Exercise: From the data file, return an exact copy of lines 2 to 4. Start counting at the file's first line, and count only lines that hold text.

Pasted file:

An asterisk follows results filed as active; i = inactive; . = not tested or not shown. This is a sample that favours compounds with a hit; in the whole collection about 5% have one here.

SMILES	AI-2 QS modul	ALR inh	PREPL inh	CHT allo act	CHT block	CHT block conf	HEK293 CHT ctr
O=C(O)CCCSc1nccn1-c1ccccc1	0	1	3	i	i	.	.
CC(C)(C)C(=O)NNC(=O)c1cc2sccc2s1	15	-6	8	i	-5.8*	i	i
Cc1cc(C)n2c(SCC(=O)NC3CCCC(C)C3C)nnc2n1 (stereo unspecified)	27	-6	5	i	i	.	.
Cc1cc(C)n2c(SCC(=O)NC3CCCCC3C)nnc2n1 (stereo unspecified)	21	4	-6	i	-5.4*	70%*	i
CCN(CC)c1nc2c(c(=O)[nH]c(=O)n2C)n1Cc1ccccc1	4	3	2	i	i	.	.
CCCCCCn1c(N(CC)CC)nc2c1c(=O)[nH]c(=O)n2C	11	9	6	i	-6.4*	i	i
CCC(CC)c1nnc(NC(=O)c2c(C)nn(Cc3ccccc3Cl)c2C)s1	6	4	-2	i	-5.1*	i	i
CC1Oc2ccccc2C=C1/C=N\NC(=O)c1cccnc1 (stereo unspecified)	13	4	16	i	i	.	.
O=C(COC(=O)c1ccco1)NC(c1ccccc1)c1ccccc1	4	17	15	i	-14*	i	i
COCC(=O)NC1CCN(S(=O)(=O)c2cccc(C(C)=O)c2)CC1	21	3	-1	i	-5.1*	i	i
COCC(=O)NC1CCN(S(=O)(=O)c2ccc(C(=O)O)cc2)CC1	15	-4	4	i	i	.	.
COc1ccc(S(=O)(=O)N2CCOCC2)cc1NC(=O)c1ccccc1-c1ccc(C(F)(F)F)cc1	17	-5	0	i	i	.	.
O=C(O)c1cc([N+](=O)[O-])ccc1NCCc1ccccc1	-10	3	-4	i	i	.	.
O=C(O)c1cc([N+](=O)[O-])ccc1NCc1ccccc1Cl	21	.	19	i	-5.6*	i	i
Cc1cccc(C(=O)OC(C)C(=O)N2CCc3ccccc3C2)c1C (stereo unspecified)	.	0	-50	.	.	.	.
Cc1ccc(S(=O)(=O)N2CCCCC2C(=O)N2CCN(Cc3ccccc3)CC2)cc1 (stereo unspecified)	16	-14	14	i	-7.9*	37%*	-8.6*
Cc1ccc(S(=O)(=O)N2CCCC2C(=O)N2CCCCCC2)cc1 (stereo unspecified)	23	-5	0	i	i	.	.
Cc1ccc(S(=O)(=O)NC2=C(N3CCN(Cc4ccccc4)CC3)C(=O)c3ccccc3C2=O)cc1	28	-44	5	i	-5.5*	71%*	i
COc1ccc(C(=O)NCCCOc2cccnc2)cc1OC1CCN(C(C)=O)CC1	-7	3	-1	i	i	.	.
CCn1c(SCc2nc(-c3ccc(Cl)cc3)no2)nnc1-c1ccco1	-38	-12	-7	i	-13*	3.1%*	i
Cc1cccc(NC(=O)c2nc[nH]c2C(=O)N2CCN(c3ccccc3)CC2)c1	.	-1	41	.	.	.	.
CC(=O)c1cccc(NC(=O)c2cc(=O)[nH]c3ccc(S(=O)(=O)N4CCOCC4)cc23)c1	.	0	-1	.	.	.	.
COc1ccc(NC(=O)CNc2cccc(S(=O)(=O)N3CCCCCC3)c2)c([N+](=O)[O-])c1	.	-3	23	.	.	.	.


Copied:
SMILES	AI-2 QS modul	ALR inh	PREPL inh	CHT allo act	CHT block	CHT block conf	HEK293 CHT ctr
O=C(O)CCCSc1nccn1-c1ccccc1	0	1	3	i	i	.	.
CC(C)(C)C(=O)NNC(=O)c1cc2sccc2s1	15	-6	8	i	-5.8*	i	i